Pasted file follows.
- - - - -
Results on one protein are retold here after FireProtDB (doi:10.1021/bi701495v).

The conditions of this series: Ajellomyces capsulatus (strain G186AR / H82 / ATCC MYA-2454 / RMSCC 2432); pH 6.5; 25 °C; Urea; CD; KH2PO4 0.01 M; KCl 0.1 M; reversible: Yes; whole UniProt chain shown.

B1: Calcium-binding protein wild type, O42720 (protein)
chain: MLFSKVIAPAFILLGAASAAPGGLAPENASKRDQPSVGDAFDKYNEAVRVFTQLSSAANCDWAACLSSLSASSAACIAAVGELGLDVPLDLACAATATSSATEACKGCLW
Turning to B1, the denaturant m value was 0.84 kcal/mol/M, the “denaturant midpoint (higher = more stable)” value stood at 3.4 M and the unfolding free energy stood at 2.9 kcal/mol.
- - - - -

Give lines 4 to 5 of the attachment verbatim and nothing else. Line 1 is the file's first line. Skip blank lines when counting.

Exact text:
chain: MLFSKVIAPAFILLGAASAAPGGLAPENASKRDQPSVGDAFDKYNEAVRVFTQLSSAANCDWAACLSSLSASSAACIAAVGELGLDVPLDLACAATATSSATEACKGCLW
Turning to B1, the denaturant m value was 0.84 kcal/mol/M, the “denaturant midpoint (higher = more stable)” value stood at 3.4 M and the unfolding free energy stood at 2.9 kcal/mol.